Well, I had a W. S. Merwin poem all ready to go this morning, but there is a typo and I don't have the book at hand, so I'll have to check it out when the book is in hand.
So, it's time to punt.
Ed Baker commented on a recent post when I talked a bit about Jack Kerouac's Tristessa, urging folks on to his The Scripture of the Golden Eternity (You know that I'm listening, eh, Ed?). I've been wending my way headily through: here is section 29 of a book made up of tiny meditations, koans and prose poems (as the back cover touts, rightly):
------29Are you tightwad and are you mean, those are
the true sins, and sin is only a conception of ours,
due to long habit. Are you generous and are
you kind, those are the true virtues, and they're
only conceptions. The golden eternity rests beyond
sin and virtue, is attached to neither, is attached
to nothing, is unattached, because the golden
eternity is Alone. The mold has rills but it is one
mold. The field has curves but it is one field.
All things are different forms of the same thing.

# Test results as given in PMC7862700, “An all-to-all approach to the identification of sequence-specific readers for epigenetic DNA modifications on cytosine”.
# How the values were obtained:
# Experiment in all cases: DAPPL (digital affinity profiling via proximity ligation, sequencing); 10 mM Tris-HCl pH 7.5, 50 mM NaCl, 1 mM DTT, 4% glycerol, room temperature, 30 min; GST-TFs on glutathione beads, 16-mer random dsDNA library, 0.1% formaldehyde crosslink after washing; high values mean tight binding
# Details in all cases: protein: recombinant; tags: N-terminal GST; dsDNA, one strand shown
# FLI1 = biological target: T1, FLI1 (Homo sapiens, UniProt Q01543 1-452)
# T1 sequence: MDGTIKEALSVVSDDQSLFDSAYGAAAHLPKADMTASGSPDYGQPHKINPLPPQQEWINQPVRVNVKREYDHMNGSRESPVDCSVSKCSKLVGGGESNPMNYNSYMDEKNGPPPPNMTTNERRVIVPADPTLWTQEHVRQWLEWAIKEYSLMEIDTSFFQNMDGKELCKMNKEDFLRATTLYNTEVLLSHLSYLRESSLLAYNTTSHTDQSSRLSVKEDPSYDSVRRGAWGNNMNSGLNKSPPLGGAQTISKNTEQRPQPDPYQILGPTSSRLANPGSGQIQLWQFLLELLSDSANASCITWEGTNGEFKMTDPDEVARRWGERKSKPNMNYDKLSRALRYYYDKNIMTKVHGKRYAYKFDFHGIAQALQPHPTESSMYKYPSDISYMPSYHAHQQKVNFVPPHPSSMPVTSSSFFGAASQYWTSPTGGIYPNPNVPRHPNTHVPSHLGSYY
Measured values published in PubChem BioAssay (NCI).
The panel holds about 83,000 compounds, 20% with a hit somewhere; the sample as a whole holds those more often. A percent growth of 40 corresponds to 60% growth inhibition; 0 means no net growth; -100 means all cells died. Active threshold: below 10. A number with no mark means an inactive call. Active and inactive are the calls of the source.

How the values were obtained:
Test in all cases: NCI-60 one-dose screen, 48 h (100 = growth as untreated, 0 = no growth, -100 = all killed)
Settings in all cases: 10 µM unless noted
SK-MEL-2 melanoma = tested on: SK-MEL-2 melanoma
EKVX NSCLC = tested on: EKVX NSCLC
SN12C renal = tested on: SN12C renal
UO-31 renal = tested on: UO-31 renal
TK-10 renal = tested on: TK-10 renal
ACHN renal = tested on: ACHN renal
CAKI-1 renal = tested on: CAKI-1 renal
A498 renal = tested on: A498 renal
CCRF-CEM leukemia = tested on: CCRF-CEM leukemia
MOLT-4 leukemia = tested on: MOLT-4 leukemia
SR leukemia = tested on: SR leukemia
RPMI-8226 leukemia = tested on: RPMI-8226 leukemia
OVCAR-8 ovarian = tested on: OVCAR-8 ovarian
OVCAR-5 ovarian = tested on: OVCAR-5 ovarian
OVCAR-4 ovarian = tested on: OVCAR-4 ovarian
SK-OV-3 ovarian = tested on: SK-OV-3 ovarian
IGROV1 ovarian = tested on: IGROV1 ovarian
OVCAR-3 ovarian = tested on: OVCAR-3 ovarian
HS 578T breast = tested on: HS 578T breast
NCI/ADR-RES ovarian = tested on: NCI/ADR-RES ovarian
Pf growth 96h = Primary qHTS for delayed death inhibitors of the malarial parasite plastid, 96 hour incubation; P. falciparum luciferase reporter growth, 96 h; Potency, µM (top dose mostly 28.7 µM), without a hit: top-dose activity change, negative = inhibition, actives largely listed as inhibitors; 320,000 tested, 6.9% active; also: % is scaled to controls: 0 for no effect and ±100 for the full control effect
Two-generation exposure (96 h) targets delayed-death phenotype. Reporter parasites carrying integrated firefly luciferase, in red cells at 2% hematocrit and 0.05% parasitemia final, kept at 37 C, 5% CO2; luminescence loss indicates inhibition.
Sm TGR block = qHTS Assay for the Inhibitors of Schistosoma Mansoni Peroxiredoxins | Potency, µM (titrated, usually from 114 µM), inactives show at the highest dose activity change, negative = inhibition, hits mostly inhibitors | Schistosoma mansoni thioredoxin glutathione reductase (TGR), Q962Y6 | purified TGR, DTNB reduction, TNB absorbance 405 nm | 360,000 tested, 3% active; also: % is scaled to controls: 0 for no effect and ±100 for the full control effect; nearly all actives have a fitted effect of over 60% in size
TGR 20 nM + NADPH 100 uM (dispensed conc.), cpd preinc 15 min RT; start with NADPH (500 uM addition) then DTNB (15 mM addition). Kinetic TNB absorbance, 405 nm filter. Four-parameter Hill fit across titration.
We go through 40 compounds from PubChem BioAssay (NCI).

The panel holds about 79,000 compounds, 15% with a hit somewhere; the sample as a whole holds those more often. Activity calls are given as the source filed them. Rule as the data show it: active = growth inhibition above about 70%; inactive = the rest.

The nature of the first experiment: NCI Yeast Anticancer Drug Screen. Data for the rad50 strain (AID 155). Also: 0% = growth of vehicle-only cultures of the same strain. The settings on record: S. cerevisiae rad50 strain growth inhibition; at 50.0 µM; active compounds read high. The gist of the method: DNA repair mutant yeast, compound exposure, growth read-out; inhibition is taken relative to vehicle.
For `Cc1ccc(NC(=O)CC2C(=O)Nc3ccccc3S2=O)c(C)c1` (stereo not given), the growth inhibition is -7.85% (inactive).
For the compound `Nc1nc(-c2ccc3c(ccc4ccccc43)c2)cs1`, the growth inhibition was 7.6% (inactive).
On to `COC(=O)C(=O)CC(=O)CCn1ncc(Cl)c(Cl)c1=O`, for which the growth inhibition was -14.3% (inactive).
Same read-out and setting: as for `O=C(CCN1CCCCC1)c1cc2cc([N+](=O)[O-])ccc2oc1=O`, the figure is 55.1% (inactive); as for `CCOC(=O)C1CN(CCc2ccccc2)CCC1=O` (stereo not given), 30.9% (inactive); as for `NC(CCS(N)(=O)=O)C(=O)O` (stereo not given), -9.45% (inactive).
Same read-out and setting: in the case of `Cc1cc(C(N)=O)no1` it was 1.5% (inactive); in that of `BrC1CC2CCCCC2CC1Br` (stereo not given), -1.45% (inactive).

I call it the golden eternity — what do you
call it, brother? For the blessing and merit
of virtue, and the punishment and bad fate
of sin, are alike just so many words.Jack Kerouac
For those who feel that this is a little too much philosophy and not enough poetry (you are out there, you know), the good news is I found my copy of the Book of Haikus I was searching for (see Tristessa link, above) on the recent anniversary of Jack's birthday. So there — or, rather, here:
Ah the birds
my mother and father
You paid yr homage
-to the moon,
And she sank
Bach through an open
the birds are silent
All three poems on two facing pages of the book opened at random: that's poetry, friends. Perhaps I should misplace Merwin (and Jack, come to think of it) a little more often.
I had the calendar marked for the 19th as the birthday of jazz master Ornette Coleman. In double checking before posting, I see his birthday was actually March 9th, not the 19th, so it seems the serendipitous mistake is the theme of the day. As a college professor of mine used to say (I believe he said it at least three times): once for the intelligent and aware, twice for the intelligent and unaware, and three times for the unintelligent and unaware. Well, I don't have to be hit over the head more than three times to go with the flow - today the mistake is the truth, so let's celebrate Coleman's birthday today. Enjoy.
PS Ruminated and typed to the delicate, forthright word-picking of Jolie Holland. Ain't it all beautiful, eh, Ed?